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Unexpected beauty

Unexpected beauty

Her face is striking, even seen through the window of a moving car: pale, beautiful, slightly anxious. I only catch a glimpse as we pass. Later, I have to walk back to get a better look.

I am in an industrial section of Denver, filled with small, blunt buildings and squat garages. If it weren’t for the art, it would be fair to call it an ugly neighborhood – except for the neighborhood part.


But the art changes everything. Clearly this was intentional and not a furtive, nighttime tagging by graffiti artists. The paintings are wonderfully diverse. Many are surreal, like scenes from a drug-induced dream. (Well, this is Colorado, after all.) The pale woman I noticed is the counterpoint: calm in her symmetry with only her sidelong glance to hint at her concern. Perhaps she feels uneasy with her company.

Today I am enjoying the human need for adding art to one’s surroundings. It’s not just seen in the murals. As we loaded up the truck with supplies for the event I’m working, I noticed the complicated brickwork on the building next to me. Raising my eyes, I saw a small, inset stained glass window, a delicate flourish set in a brick frame.

How lovely.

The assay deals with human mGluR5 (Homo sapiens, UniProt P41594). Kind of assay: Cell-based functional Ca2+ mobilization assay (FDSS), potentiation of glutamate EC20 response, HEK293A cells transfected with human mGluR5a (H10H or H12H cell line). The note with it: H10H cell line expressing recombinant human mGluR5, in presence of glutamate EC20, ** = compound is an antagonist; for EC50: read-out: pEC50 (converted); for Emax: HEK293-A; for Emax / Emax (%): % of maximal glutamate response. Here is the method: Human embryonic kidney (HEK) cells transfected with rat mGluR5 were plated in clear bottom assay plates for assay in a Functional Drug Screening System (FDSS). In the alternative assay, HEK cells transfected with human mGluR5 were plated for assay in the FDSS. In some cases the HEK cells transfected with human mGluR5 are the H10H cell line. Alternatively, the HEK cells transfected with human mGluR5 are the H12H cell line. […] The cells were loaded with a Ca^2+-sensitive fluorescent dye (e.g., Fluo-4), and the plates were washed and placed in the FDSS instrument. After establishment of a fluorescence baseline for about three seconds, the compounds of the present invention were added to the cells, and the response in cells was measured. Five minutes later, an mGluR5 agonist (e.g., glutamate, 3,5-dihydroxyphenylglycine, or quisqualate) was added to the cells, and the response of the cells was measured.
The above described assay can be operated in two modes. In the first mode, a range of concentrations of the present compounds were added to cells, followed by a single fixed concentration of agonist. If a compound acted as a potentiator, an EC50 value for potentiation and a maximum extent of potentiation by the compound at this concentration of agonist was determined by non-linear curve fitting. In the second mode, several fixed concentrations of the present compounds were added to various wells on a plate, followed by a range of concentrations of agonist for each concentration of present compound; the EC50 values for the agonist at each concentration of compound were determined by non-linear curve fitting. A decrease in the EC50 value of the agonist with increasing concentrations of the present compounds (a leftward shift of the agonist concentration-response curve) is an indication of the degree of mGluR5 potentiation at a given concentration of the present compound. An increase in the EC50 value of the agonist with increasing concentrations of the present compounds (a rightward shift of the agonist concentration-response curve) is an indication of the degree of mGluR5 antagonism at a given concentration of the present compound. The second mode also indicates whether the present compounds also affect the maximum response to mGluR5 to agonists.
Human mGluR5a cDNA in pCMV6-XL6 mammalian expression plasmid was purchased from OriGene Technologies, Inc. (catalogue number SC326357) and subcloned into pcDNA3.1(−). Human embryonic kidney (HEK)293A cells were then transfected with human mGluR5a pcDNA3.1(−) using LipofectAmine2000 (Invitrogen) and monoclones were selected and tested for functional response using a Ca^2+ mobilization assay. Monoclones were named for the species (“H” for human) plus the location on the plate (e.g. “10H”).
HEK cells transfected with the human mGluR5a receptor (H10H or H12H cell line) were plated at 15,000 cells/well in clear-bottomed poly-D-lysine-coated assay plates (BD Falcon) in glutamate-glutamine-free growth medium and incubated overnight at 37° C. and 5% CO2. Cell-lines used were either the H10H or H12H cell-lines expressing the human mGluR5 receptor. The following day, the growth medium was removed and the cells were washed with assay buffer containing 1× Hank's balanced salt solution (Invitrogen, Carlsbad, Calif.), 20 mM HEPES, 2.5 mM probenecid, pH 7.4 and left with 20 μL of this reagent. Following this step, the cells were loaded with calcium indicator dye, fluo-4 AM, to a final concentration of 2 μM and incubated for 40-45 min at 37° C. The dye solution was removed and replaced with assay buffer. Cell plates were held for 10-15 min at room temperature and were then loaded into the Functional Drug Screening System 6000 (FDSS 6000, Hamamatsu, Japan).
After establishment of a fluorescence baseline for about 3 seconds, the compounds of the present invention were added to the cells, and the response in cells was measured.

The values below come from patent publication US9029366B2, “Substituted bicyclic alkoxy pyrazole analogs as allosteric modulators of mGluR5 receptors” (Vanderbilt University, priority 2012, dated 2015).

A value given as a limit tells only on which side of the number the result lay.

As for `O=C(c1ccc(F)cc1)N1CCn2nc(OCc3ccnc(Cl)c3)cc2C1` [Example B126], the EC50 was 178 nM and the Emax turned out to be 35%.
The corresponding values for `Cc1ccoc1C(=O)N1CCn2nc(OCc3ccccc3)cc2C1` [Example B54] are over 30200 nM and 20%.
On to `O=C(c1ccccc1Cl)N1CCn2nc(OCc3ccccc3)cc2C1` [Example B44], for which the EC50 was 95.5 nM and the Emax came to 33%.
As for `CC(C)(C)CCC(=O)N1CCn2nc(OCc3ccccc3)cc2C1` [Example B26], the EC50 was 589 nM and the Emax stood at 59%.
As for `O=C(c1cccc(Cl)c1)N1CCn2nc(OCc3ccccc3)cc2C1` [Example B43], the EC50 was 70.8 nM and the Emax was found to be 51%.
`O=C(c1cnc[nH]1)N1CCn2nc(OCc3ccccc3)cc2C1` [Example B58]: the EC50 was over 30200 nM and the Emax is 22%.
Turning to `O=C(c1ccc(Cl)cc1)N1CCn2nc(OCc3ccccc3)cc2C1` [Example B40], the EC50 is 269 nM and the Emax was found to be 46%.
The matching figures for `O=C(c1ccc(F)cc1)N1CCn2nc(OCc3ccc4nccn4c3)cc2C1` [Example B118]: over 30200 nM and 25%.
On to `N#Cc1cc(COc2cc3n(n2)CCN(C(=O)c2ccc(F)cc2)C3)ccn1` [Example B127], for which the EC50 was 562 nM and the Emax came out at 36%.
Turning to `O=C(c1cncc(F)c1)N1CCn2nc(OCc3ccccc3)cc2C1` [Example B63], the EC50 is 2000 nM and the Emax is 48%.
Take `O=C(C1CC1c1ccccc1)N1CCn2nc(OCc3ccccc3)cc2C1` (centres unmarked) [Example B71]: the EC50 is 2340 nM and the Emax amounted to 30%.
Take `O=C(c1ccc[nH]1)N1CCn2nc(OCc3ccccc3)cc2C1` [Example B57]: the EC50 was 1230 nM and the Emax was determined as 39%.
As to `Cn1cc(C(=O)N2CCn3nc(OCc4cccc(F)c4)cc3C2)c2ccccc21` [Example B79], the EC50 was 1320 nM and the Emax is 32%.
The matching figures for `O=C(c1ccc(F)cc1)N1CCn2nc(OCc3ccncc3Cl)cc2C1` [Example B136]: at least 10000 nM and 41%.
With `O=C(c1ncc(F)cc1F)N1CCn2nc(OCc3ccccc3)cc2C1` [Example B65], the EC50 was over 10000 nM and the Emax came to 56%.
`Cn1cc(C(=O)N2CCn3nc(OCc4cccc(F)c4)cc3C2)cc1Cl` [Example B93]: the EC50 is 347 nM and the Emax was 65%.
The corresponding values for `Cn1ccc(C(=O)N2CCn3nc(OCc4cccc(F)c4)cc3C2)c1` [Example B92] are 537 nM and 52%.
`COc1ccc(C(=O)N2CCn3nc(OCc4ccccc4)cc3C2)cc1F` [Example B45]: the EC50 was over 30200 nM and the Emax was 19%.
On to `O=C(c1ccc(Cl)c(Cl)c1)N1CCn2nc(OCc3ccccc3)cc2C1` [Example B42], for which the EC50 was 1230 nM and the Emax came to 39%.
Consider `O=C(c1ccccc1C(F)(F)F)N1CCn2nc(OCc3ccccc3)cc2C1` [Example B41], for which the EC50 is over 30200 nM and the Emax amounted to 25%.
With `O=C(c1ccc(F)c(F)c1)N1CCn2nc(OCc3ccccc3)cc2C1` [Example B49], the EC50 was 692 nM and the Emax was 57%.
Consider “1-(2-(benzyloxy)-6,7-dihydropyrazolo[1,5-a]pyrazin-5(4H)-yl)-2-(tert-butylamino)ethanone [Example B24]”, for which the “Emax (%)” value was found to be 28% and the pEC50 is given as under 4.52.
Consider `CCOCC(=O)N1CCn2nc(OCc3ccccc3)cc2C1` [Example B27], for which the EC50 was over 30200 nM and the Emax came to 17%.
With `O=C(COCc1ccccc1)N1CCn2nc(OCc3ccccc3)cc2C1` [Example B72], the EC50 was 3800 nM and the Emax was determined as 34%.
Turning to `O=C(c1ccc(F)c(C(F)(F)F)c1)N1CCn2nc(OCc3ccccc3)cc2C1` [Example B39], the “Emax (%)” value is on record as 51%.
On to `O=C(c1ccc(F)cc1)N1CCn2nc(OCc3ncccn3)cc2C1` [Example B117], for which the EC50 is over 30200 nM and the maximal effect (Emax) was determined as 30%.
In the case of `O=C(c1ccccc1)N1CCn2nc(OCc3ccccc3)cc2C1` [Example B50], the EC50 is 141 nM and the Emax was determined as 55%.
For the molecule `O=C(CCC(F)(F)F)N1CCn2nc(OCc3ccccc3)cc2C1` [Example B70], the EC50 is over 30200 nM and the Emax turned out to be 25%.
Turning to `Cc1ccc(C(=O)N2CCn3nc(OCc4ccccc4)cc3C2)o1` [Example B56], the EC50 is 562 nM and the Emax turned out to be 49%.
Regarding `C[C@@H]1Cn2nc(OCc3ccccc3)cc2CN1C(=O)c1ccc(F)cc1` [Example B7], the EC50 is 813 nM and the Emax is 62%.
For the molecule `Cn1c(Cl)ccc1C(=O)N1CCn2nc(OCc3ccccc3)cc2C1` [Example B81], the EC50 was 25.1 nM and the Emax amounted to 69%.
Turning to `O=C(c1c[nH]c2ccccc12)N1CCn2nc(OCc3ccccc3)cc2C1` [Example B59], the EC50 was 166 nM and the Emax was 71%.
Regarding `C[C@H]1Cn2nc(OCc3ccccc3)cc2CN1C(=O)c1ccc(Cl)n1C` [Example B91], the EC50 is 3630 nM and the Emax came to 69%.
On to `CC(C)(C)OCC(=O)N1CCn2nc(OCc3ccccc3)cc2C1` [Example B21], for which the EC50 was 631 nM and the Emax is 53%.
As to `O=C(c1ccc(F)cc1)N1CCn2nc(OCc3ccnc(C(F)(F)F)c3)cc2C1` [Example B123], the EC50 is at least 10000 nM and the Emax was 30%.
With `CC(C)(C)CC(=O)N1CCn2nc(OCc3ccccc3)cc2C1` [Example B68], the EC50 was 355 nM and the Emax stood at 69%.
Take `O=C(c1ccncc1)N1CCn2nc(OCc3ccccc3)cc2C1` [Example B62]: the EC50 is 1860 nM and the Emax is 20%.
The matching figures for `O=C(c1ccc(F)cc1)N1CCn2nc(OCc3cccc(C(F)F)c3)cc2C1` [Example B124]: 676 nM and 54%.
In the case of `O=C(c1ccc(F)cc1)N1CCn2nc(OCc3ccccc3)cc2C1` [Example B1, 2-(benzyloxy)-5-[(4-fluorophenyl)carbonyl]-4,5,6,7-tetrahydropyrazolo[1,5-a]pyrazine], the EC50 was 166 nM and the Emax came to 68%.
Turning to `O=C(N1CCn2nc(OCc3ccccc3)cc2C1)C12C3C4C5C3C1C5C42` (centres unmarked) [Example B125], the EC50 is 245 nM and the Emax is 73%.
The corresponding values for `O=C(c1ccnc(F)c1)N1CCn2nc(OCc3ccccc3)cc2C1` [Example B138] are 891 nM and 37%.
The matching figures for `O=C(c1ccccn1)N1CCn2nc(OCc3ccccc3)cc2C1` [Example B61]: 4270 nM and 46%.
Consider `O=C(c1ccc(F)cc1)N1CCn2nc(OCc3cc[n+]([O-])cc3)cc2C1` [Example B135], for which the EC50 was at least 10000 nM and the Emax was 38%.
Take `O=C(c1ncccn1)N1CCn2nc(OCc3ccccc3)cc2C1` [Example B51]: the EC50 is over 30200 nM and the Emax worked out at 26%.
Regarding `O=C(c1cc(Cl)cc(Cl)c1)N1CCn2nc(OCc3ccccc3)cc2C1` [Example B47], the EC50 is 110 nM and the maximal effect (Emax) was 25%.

We have a fundamental need for beauty. It’s deeper than just ornamentation. It’s an act of reclamation, snatching back our surroundings from visual chaos or mind-numbing sameness. At an event last year, I talked with a woman who commissions murals for an urban community in New York City. She told me how one abandoned park, chained off because of the illegal activity going on in it, was restored as a center of family activity just by the addition of art to one of its walls. Beauty has the power to unify.

There is so much more to say about this – bringing in Bezalel, cave-painters and C.S. Lewis. But today, I am simply glad to discover such a striking face in an unexpected place.

And to enjoy her gift of delight.

Dear God, you are the source of all that is lovely. I thank you that you have wired us to crave beauty in all its forms – for it is one of the many magnetic pulls that draw us back to you. Make me increasingly aware of its presence around me that I may delight in you more and more.


Bruce Van Patter

As a freelance illustrator, graphic recorder, and author, Bruce is on a lifelong journey to delight in the handiwork of the Creator. And he’s always ready for fellow travelers.

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